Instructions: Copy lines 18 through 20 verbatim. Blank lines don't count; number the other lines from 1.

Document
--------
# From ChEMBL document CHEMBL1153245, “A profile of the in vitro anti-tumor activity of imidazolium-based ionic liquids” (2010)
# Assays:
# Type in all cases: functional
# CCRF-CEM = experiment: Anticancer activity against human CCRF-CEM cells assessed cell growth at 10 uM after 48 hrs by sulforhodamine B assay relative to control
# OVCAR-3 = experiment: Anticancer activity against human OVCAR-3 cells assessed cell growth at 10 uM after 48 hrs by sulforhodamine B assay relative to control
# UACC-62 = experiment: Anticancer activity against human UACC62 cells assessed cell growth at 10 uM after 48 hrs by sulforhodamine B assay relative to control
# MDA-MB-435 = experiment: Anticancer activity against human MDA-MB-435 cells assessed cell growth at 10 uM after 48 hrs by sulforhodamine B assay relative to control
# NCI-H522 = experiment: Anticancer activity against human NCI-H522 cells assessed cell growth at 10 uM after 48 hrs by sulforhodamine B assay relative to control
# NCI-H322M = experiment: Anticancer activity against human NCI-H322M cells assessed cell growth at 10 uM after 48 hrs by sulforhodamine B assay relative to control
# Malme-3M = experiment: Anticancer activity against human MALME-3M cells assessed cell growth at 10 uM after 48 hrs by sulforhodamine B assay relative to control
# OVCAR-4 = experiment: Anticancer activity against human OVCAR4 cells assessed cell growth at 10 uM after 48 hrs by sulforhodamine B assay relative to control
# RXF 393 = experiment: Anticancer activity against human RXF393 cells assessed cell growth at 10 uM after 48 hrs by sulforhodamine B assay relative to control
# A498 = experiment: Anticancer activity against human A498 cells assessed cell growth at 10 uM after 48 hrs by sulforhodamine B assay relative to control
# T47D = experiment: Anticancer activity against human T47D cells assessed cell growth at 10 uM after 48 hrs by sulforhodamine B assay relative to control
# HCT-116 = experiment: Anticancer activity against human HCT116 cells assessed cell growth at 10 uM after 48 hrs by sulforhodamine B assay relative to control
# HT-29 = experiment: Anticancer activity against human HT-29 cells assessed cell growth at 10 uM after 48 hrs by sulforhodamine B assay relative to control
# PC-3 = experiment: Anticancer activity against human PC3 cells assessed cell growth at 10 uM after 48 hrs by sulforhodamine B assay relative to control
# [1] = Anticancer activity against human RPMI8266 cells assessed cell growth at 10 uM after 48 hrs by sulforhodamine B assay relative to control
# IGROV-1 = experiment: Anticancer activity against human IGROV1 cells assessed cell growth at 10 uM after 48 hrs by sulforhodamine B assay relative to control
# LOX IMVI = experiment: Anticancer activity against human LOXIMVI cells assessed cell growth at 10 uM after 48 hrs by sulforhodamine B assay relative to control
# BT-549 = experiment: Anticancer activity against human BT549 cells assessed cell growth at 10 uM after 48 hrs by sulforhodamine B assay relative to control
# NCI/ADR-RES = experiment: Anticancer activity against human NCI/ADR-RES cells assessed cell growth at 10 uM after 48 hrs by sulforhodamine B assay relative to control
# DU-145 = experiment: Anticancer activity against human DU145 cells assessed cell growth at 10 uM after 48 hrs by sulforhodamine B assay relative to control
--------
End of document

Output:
# [1] = Anticancer activity against human RPMI8266 cells assessed cell growth at 10 uM after 48 hrs by sulforhodamine B assay relative to control
# IGROV-1 = experiment: Anticancer activity against human IGROV1 cells assessed cell growth at 10 uM after 48 hrs by sulforhodamine B assay relative to control
# LOX IMVI = experiment: Anticancer activity against human LOXIMVI cells assessed cell growth at 10 uM after 48 hrs by sulforhodamine B assay relative to control